This letter is in response to the inquiry to the Professional Guidance Committee set forth in your letter to me dated August 24, 1988. You state that you represent a client who has been appointed to fill a judicial vacancy for an unexpired term who, once the term expires, anticipates running for election to the same judicial office. In the event such client is not so elected following the expiration of such term, you state he wishes to return to his previous law partnership and re-establish his position there as a partner pursuant to the terms of a proposed Termination Agreement.
The Termination Agreement provides that, among other things, your client is to receive an accounting of the value of his partnership interest and a payout thereof in accordance with the terms of a certain Partnership Agreement (a copy of which was not supplied). Further, the Termination Agreement provides should your client ...not [be] elected to a full term as a judge of the Court of Common Pleas of Philadelphia County in elections scheduled to occur on November 7, 1989, he shall be reinstated as a primary partner with all rights, privileges and obligations which he had immediately prior to the closing date....
Inasmuch as the Partnership Agreement to which your client is a party is not available to this Committee, any opinion expressed herein is expressly contingent upon there existing no provision therein which would be contrary to any standards discussed herein.
Both the Code of Judicial Conduct and the Rules of Professional Conduct provide guidance concerning your request, each in terms of general principles and specific structures.
Generally, the Code of Judicial Conduct (CJC) provides that judges shall strive to uphold the integrity and independence of the judiciary, avoid improprieties and the appearance of improprieties, and to perform the duties of his office impartially and diligently (Cannons 1, 2, and 3).
Specific provisions which bear directly upon your inquiry (Canons 2 and 5 the CJC) further provide in relevant part that:
(B)... He [a judge] should not lend the prestige of his office to advance the private interest of others....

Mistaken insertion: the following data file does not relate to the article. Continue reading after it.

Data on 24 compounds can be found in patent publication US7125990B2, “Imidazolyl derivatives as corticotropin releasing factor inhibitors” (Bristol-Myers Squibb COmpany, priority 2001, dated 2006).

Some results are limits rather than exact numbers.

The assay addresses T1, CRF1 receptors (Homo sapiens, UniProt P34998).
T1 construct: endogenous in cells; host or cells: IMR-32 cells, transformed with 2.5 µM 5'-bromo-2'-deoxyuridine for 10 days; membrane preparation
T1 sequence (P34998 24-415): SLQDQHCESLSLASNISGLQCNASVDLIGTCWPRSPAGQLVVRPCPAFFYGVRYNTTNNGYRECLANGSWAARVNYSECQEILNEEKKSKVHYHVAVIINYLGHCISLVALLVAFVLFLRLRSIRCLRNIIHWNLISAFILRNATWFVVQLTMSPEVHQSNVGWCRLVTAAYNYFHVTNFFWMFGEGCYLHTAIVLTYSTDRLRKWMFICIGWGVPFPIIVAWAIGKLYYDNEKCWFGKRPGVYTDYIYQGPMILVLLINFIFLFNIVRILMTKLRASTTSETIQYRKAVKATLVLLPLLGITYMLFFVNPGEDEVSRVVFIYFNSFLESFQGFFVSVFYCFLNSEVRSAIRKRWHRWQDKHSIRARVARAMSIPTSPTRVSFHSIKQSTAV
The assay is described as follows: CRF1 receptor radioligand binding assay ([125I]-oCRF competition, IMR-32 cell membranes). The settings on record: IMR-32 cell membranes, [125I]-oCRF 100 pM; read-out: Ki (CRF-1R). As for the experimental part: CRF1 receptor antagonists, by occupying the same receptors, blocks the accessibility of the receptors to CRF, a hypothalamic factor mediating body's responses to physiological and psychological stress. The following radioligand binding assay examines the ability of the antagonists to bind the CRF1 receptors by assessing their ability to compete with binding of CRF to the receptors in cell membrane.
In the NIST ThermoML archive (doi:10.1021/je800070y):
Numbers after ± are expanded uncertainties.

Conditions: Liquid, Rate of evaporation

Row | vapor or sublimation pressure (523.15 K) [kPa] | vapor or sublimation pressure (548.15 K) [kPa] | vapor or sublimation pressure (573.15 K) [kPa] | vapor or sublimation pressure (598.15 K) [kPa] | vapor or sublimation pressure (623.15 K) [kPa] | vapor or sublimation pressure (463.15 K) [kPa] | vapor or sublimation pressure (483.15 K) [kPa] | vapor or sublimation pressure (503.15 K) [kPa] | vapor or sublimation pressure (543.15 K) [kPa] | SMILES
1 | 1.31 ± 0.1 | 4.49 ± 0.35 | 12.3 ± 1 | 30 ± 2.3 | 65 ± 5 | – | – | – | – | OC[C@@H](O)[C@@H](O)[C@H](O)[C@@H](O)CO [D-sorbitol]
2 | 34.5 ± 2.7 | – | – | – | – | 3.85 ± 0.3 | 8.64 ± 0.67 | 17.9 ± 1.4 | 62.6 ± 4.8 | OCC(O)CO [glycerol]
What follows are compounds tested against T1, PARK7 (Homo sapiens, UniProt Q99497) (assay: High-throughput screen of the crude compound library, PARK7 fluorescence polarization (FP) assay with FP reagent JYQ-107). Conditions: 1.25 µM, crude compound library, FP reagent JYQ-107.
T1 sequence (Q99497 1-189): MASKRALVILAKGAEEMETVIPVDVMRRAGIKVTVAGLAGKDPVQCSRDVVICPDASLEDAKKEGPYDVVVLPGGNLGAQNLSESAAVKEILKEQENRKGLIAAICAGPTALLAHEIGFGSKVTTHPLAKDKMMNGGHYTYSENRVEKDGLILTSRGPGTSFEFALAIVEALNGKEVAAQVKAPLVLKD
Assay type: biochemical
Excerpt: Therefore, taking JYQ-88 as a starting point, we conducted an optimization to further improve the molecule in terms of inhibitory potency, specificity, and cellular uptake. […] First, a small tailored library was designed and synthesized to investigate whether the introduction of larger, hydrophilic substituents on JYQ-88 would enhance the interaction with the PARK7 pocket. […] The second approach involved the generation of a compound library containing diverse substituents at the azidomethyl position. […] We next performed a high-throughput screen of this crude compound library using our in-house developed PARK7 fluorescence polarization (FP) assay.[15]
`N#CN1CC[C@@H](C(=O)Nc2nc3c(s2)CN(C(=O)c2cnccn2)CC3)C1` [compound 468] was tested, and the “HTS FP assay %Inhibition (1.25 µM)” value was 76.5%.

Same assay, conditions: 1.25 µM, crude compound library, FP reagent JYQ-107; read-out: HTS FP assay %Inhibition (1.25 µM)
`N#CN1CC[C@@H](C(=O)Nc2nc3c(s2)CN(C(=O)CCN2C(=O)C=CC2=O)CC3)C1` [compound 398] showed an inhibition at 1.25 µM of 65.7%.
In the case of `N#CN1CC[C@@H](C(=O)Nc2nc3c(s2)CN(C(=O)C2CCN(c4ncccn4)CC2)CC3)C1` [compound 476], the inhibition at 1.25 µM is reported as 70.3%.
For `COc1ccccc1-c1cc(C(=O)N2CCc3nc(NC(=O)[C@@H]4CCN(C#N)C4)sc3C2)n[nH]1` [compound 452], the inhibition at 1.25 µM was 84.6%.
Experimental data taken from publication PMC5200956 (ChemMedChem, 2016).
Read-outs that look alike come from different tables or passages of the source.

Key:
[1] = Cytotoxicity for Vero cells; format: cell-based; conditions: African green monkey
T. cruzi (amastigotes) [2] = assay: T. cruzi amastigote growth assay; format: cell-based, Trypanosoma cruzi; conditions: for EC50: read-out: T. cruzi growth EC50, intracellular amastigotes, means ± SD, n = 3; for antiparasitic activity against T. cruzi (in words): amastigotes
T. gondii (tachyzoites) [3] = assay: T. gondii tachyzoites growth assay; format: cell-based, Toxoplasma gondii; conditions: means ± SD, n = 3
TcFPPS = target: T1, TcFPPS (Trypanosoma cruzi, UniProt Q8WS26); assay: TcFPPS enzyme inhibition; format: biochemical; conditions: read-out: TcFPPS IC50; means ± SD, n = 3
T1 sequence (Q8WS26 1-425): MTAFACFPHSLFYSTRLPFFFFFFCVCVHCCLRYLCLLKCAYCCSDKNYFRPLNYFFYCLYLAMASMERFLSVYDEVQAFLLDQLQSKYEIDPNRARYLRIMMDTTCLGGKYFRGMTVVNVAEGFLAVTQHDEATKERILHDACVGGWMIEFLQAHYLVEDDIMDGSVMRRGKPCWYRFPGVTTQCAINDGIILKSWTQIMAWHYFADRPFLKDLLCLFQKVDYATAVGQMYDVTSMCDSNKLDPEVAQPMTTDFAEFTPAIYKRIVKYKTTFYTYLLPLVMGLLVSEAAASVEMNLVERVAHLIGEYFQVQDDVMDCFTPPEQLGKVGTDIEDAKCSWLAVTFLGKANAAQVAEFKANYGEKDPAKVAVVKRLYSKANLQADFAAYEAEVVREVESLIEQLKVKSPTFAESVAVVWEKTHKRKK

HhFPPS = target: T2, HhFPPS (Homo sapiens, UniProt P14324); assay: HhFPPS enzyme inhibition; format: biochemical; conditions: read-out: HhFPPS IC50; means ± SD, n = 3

C. Financial Activities
(1) A judge should refrain from financial and business dealings that tend to reflect adversely on his impartiality, interfere with the proper performance of his judicial duties, exploit his judicial position, or involve him in frequent transactions with lawyers or persons likely to come before the court on which he serves.
(3) A judge should manage his investments and other financial interests to minimize the number of cases in which he is disqualified. As soon as he can do so without serious financial detriment, he should divest himself investments and other financial interests that might require frequent disqualification.1
F. Practice of Law. A judge should not practice law.
With regard to the Rules of Professional Conduct, Rule 8 requires a lawyer who is a candidate for judicial office to comply with the CJC (Rule 8.2(b)) and, of course, to maintain the integrity of the profession.
Rule of Professional Conduct 1.12 also provides that:
(a) Except as stated in paragraph (d), a lawyer shall not represent anyone in connection with a matter in which the lawyer participated personally and substantially as a judge or other adjudicative officer, arbitrator or law clerk to such a person, unless all parties to the proceeding consent after disclosure. 2
(c) If a lawyer is disqualified by paragraph (a), no lawyer in a firm with which that lawyer is associated may knowingly undertake or continue representation in the matter unless:
(1) the disqualified lawyer is screened from any participation in the matter and is apportioned no part of the fee therefrom: and (2) written notice is prompt given to the appropriate tribunal to enable it to ascertain compliance with the provisions of this rule.
The Committee believes that with certain modifications (discussed below) to the proposed Termination Agreement the proposed Termination Agreement would present no ethical violations so long as the general standards set forth in Canons 1 and 2, and 3 of the CJC and Rule 8 of the Rules of Professional Conduct above are observed both in spirit and according to their letter.